Plus, human rights in Iran and a win in Kansas

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This year has been a tumultuous time for libraries, but one source of hope and inspiration has been the authors who have stepped up to advocate for—and sing the praises of—books, libraries, and democracy. In Episode 78, Call Number with American Libraries presents its Featured in this installment are never-before-released clips from conversations with nine authors, including actor John Cho, historian Ibram X. Kendi, and Newbery Medal winners Jerry Craft and Lois Lowry. Hear them share what role libraries have played in their lives....

AL: The Scoop, Dec. 12

On December 9, the ALA Executive Board issued . In the statement, ALA expresses its solidarity with librarians, teachers, and others in the woman-led uprising in Iran for human rights, in which hundreds have died and thousands have been detained. It also encourages members to provide educational materials and other resources and tools to raise awareness in their communities of the current situation in Iran and to combat misinformation....

AL: The Scoop, Dec. 9

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US Senators Jack Reed (D-R.I.) and Todd Young (R-Ind.) introduced bipartisan legislation December 7 that will expand economic opportunity for millions of people by increasing funding for adult education, strengthening coordination across adult education and workforce programs, and providing support for college and career navigators at public libraries and community-based organizations. ALA and the Public Library Association stated that they will continue their work with the bill’s bipartisan cosponsors and library leaders across the country to advance this legislation....

ALA Public Policy and Advocacy Office, Dec. 7

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Singed book on pile of ash

Liesl Gerntholtz writes: “Culture—past, present, and future—is on the front lines of the brutal war on Ukraine. Cultural erasure is a central tactic of Russia’s campaign of aggression and violence in Ukraine, which has gone on for over eight years. Russian President Vladimir Putin’s repeated false claims that a distinct Ukrainian history, language, and culture do not exist serve as one of his central justifications for waging war on and occupying Ukraine.” by preserving physical objects and digitizing what they can....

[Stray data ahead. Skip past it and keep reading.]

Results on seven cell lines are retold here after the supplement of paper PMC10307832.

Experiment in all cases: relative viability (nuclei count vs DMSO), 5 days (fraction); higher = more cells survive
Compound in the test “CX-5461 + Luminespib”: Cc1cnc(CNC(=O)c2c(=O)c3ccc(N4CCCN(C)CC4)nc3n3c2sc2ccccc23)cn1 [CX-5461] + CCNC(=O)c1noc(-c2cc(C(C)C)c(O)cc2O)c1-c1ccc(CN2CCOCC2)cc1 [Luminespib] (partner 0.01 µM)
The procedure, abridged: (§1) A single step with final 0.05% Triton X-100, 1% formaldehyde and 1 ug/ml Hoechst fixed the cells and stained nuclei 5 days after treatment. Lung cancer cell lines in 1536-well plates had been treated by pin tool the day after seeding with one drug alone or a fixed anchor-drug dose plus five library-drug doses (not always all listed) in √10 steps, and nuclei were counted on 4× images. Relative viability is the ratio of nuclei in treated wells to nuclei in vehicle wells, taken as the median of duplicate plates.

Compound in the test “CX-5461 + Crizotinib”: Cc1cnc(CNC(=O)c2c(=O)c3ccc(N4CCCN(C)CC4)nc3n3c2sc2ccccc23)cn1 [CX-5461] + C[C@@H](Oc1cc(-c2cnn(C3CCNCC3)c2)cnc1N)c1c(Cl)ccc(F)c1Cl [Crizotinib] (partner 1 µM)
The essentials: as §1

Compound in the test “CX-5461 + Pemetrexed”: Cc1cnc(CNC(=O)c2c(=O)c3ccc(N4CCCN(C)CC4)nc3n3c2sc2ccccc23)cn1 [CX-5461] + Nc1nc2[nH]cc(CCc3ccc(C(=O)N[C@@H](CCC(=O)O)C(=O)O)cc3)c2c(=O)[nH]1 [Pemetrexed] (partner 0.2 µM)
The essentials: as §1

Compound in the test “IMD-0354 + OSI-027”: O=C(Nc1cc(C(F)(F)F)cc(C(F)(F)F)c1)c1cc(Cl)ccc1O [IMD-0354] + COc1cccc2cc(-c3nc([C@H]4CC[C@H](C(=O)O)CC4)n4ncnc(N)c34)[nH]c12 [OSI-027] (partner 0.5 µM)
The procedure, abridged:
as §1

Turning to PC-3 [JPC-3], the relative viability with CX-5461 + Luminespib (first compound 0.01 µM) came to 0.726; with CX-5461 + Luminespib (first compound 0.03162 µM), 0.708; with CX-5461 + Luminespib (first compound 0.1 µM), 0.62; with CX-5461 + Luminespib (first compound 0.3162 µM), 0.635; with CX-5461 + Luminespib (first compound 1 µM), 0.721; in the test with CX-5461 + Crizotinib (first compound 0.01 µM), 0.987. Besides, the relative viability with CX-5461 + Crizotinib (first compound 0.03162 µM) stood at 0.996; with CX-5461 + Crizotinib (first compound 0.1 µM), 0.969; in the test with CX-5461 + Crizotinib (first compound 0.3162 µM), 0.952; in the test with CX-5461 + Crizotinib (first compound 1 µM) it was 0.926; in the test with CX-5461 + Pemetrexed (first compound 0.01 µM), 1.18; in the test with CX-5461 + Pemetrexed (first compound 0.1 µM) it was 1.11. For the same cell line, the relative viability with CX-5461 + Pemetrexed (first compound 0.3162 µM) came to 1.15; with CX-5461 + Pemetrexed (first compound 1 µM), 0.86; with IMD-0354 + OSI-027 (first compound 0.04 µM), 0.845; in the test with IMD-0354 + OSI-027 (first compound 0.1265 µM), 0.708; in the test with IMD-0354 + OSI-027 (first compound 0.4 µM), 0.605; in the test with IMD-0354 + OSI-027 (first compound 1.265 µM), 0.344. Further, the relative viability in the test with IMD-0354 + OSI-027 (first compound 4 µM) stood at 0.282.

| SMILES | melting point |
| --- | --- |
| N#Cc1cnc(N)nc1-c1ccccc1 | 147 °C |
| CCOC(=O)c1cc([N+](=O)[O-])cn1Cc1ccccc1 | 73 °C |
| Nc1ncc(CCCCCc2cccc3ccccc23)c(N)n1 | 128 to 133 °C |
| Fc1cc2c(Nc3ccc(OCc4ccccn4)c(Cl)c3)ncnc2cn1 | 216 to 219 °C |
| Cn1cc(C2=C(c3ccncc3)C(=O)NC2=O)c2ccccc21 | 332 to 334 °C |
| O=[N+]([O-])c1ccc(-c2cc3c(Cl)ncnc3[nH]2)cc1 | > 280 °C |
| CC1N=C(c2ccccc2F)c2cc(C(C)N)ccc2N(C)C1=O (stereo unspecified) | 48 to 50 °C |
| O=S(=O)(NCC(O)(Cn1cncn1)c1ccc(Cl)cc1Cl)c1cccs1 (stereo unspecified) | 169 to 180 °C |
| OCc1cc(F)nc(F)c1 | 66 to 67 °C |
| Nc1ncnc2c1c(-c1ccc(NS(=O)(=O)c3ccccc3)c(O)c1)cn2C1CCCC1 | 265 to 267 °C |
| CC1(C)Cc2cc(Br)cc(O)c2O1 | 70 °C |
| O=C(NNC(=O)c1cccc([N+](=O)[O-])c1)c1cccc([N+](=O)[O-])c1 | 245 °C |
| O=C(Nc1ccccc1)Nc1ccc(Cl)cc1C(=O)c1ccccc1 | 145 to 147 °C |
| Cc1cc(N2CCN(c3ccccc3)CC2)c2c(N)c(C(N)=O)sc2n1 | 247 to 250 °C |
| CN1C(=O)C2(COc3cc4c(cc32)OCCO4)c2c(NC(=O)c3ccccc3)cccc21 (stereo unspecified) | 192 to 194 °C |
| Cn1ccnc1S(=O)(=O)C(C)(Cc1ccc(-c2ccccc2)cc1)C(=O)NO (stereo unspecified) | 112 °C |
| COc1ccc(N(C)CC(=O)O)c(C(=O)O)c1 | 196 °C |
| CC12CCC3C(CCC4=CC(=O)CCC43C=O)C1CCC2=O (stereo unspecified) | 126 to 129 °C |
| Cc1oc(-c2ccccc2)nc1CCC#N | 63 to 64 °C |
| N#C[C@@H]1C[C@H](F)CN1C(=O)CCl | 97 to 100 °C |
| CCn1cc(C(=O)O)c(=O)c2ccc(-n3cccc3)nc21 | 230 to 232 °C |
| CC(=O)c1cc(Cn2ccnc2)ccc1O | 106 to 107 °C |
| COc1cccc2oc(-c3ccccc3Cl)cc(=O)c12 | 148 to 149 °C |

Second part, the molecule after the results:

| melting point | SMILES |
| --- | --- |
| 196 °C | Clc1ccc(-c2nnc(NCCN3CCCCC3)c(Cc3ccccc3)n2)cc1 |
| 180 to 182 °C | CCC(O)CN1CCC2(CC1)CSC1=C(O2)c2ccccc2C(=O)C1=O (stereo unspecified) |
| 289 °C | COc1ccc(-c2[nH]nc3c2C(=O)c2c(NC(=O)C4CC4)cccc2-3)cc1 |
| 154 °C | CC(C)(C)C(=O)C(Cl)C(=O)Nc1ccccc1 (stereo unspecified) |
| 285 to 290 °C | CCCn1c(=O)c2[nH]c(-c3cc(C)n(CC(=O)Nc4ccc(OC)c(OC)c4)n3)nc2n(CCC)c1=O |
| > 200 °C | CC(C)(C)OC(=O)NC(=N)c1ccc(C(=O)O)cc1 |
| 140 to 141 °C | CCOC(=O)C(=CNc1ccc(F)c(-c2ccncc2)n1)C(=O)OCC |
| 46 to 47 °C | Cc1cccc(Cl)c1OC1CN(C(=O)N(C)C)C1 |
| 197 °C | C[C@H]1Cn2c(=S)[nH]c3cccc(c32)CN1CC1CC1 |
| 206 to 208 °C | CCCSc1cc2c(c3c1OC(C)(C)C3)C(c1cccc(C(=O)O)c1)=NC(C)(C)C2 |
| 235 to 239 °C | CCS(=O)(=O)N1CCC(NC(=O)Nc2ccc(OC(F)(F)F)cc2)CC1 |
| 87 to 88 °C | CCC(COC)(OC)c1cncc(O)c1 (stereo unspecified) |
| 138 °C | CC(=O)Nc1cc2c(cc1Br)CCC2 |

PEN America, Dec. 2; The Guardian, Dec. 4

Pottawatomie Wabaunsee Regional Library

Betsy Gomez writes: “After months of debate, public protest, and letters of support from the Kansas Library Association, ALA’s Office for Intellectual Freedom, and the ACLU of Kansas, the St. Marys City Commission voted to renew the lease for Pottawatomie Wabaunsee Regional Library for another year.” Renewal of the lease was in question because commissioners demanded clauses that would remove “” content and create an oversight group for programs and materials. Gomez writes: “The commission voted on December 6 to renew the lease without the objectionable clauses, indicating that ‘’”...

Intellectual Freedom Blog, Dec. 7; ACLU of Kansas, Dec. 1; Kansas Reflector, Dec. 6

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Nadine Kramarz writes: “During my tenure as a public librarian, I have encountered many enthusiastic and progressive colleagues who have ambitious ideas to help their communities, but often their libraries are not able to incorporate these plans due to lack of funding or staff. Partnerships can help your library to reach these goals in many ways, including additional funding, informational programs available to share, new programming ideas and lesson plans, and more.”...

Public Libraries Online, Dec. 5

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McFarland library